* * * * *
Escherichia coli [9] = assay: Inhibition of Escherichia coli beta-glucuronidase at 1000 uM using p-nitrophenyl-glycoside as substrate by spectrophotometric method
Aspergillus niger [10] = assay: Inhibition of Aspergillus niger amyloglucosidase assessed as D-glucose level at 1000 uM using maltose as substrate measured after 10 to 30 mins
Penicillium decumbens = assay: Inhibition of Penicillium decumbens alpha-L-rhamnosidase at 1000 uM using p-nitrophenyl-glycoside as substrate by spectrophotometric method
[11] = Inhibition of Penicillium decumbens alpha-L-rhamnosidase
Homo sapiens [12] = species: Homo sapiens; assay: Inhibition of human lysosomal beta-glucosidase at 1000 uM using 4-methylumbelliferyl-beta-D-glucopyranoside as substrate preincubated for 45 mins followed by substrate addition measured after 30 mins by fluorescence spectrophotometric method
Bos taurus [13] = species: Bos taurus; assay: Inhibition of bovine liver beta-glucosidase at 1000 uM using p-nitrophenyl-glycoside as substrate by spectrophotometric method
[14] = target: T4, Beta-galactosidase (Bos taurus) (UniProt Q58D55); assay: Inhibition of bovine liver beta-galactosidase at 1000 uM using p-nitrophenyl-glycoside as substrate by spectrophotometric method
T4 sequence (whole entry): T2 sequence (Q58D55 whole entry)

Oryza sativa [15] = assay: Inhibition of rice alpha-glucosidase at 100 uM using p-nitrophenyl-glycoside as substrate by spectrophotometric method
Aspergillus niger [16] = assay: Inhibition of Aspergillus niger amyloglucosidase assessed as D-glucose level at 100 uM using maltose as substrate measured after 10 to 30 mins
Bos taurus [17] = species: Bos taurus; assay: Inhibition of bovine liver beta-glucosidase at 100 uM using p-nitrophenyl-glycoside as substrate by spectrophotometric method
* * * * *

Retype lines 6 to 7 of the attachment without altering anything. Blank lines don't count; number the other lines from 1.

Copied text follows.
Bos taurus [13] = species: Bos taurus; assay: Inhibition of bovine liver beta-glucosidase at 1000 uM using p-nitrophenyl-glycoside as substrate by spectrophotometric method
[14] = target: T4, Beta-galactosidase (Bos taurus) (UniProt Q58D55); assay: Inhibition of bovine liver beta-galactosidase at 1000 uM using p-nitrophenyl-glycoside as substrate by spectrophotometric method